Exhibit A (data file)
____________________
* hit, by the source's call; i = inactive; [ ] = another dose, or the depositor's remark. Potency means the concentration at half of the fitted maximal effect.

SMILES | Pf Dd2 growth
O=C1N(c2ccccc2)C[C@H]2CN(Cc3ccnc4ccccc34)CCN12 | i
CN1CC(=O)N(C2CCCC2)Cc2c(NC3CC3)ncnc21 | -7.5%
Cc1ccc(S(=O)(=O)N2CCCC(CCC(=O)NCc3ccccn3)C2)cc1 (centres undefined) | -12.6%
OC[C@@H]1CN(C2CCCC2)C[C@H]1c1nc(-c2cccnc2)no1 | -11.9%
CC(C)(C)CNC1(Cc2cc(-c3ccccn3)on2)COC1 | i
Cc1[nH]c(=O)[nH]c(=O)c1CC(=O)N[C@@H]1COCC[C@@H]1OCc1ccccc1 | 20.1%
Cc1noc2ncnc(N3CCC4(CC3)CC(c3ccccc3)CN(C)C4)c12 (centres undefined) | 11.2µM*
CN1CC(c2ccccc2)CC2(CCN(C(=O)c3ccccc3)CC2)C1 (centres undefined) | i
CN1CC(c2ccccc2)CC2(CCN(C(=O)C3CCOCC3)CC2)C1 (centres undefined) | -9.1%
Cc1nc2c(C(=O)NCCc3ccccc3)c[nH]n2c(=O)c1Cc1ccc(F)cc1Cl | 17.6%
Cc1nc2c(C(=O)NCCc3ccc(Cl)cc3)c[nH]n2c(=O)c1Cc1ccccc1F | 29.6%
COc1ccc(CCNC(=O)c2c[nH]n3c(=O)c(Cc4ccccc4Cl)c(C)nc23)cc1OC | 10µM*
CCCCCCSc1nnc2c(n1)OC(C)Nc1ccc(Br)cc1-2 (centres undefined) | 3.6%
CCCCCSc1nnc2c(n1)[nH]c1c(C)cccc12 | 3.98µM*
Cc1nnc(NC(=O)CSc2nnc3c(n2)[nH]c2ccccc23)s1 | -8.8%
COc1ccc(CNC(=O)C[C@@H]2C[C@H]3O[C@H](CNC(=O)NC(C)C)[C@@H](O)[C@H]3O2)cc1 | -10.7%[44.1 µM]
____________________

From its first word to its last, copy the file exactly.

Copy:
* hit, by the source's call; i = inactive; [ ] = another dose, or the depositor's remark. Potency means the concentration at half of the fitted maximal effect.

SMILES | Pf Dd2 growth
O=C1N(c2ccccc2)C[C@H]2CN(Cc3ccnc4ccccc34)CCN12 | i
CN1CC(=O)N(C2CCCC2)Cc2c(NC3CC3)ncnc21 | -7.5%
Cc1ccc(S(=O)(=O)N2CCCC(CCC(=O)NCc3ccccn3)C2)cc1 (centres undefined) | -12.6%
OC[C@@H]1CN(C2CCCC2)C[C@H]1c1nc(-c2cccnc2)no1 | -11.9%
CC(C)(C)CNC1(Cc2cc(-c3ccccn3)on2)COC1 | i
Cc1[nH]c(=O)[nH]c(=O)c1CC(=O)N[C@@H]1COCC[C@@H]1OCc1ccccc1 | 20.1%
Cc1noc2ncnc(N3CCC4(CC3)CC(c3ccccc3)CN(C)C4)c12 (centres undefined) | 11.2µM*
CN1CC(c2ccccc2)CC2(CCN(C(=O)c3ccccc3)CC2)C1 (centres undefined) | i
CN1CC(c2ccccc2)CC2(CCN(C(=O)C3CCOCC3)CC2)C1 (centres undefined) | -9.1%
Cc1nc2c(C(=O)NCCc3ccccc3)c[nH]n2c(=O)c1Cc1ccc(F)cc1Cl | 17.6%
Cc1nc2c(C(=O)NCCc3ccc(Cl)cc3)c[nH]n2c(=O)c1Cc1ccccc1F | 29.6%
COc1ccc(CCNC(=O)c2c[nH]n3c(=O)c(Cc4ccccc4Cl)c(C)nc23)cc1OC | 10µM*
CCCCCCSc1nnc2c(n1)OC(C)Nc1ccc(Br)cc1-2 (centres undefined) | 3.6%
CCCCCSc1nnc2c(n1)[nH]c1c(C)cccc12 | 3.98µM*
Cc1nnc(NC(=O)CSc2nnc3c(n2)[nH]c2ccccc23)s1 | -8.8%
COc1ccc(CNC(=O)C[C@@H]2C[C@H]3O[C@H](CNC(=O)NC(C)C)[C@@H](O)[C@H]3O2)cc1 | -10.7%[44.1 µM]